Mansimran Kaur

Mumbai, June 20, 2022: While rejecting the pleas of Nawab Malik & Anil Vasantrao Deshmukh to vote in MLC Elections, the Bombay High Court has observed that the concept of ‘democracy’ transcends ‘electoral democracy’ as the purity of electoral process and probity of the participants therein, are also of equal significance in strengthening the democratic principles.

While considering the present applications were preferred by the members of the Maharashtra Legislative Assembly seeking relief to be granted by this Court to the applicants to enable them to vote in the Maharashtra Legislative Election Council being conducted on June 20, 2022 by releasing them, the Bench of Justice N.J. Jamadar further observed that one of the objects of the prohibition envisaged by sub-section (5) of Section 62  of the R.P. Atc, 1951 is stated to be arresting the criminalization of politics.

Factual background of the case was such that the applicant- Nawab Malik was in custody for the offence punishable under Section 3 of the Prevention of Money Laundering Act, 2002. Another applicant- Anil Vasantrao Deshmuk was in custody for commission of the offence punishable under Section 3 of the PMLA Act.  The applicants were seeking to exercise their constitutional right to vote in Rajya Sabha Biennial Elections in the capacity of the members of Maharashtra Legislative Assembly.

The applicants claimed that they have a constitutional duty to cast vote in the said election. The fact that the applicants were arraigned with the aforesaid offence, couldnot abstain them from discharging their constitutional duty, the applicant submitted.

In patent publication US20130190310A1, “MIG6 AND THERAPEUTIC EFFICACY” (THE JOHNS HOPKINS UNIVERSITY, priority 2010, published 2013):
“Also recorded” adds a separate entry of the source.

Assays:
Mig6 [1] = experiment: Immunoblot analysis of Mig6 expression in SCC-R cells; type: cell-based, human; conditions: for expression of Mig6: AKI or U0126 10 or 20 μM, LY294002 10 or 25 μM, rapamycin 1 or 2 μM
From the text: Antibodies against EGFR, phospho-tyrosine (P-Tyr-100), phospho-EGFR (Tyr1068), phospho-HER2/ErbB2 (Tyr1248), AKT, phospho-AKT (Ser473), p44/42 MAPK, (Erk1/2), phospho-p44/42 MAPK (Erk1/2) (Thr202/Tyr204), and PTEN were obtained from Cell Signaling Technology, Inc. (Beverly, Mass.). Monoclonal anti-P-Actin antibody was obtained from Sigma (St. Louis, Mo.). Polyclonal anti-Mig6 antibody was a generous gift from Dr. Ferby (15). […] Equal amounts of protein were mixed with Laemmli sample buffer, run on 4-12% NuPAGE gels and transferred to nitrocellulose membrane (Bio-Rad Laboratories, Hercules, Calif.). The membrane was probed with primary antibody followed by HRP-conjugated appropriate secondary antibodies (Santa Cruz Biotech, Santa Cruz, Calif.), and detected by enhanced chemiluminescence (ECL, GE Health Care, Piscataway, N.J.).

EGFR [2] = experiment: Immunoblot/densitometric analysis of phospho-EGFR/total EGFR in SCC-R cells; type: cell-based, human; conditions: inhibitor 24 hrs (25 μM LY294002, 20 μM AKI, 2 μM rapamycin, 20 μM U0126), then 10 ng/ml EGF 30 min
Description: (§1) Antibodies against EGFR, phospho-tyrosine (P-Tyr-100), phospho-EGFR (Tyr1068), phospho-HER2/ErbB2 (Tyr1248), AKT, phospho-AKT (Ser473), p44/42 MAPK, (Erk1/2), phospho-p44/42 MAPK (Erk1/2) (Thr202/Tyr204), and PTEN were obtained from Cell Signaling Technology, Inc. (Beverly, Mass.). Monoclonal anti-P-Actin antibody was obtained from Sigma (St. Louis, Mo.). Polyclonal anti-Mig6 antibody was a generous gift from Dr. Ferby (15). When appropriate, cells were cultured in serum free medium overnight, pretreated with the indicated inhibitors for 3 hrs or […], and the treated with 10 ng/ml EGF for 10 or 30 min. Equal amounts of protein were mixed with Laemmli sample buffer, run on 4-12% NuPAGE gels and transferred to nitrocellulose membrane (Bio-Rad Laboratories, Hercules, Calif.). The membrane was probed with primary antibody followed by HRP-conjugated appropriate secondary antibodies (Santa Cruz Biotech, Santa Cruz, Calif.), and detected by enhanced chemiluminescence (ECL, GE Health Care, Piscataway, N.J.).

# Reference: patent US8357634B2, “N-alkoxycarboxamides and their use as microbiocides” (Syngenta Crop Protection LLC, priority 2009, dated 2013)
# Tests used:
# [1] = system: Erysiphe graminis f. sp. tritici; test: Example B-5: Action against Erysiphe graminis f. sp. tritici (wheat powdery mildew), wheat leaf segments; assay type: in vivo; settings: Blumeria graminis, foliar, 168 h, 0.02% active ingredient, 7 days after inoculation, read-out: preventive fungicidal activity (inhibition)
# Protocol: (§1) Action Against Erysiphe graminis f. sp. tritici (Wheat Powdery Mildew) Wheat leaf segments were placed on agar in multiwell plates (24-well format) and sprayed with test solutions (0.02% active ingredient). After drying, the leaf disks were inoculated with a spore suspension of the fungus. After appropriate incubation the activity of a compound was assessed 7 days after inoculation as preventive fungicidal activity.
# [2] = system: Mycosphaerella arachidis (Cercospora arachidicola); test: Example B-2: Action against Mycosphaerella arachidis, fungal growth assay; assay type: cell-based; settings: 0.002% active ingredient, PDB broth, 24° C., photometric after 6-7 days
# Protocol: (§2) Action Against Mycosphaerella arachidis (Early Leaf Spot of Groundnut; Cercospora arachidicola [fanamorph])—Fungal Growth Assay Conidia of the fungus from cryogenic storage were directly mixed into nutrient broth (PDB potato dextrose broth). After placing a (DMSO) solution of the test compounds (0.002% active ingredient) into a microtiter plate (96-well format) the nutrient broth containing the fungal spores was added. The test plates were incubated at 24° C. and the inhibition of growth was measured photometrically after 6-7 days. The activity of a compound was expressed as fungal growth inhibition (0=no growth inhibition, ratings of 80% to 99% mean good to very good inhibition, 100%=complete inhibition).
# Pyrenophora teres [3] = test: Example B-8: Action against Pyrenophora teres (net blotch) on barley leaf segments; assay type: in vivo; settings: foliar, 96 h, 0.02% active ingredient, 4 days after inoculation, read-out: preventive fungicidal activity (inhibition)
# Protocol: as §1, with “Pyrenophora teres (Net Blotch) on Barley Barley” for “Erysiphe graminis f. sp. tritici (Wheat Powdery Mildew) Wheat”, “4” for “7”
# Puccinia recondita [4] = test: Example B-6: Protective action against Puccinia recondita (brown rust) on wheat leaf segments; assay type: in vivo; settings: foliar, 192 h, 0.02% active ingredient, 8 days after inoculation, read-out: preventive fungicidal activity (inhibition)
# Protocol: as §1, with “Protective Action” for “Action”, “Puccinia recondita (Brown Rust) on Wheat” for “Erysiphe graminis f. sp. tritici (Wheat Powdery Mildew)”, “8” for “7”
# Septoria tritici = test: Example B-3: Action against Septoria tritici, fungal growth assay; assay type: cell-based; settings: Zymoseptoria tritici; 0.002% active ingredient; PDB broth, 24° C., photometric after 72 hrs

The Court observed that sub- section (5) of Section 62 stipulates that no person shall vote at any election if he is confined in person, is not absolute in nature. The Court further observed that the definition of ‘election’, extracted above, indisputably the election to the State Legislative Council is regulated by the provisions of the R.P.Act, 1951. Sub-Section (5) of Section 62 contains an interdict against the exercise of right to vote at any election by a person who is confined in prison. Sub- Section (5) of Section 62 contains an interdict against the exercise of right to vote at any election by a person who is confined in prison. Indubitably, the Parliament has not made any distinction, in the matter of prescribing the aforesaid disqualification on account of being in custody on the basis of the bodies, to which election is held. The proviso, however, excludes a person who has been detained in custody as a preventive detention measure from the said bar, added the Bench.

At this stage, reliance was placed on the case of Anukul Chnadra Pradhan Vs. Union of  India wherein constitutional validity of subsection (5) of Section 62 was upheld. Indisputably, the applicants profess to exercise their right to vote in the capacity of the Members of the Legislative Assembly, which constitutes the electoral college for electing the Members of the Legislative Council under Article 171(3)(d) of the Constitution of India. The claim to exercise this constitutional right can, by no stretch of imagination, be said to be absolute, noted the Court.

It was also opined by the Bench that if the Parliament has declared that a person who is incarcerated, otherwise than as a detenue under the preventive detention law, is not entitled to vote at an election, the said prescription would govern the rights and duties of the Members of the Legislative Assembly as elector. The Bench also remarked, “If a full play is given to the provisions contained in sub-section (2)(d) and Section 62(5) of the R.P.Act, 1951, an inference becomes inescapable that a person in custody, either post conviction or during the course of investigation or trial, is prohibited from casting vote in any election.”

Thus in light of the aforesaid observations, the Court opined that the alternative prayer to exercise the discretion in order to remove the embargo and allow the applicants to cast vote while being in custody was meritless. 

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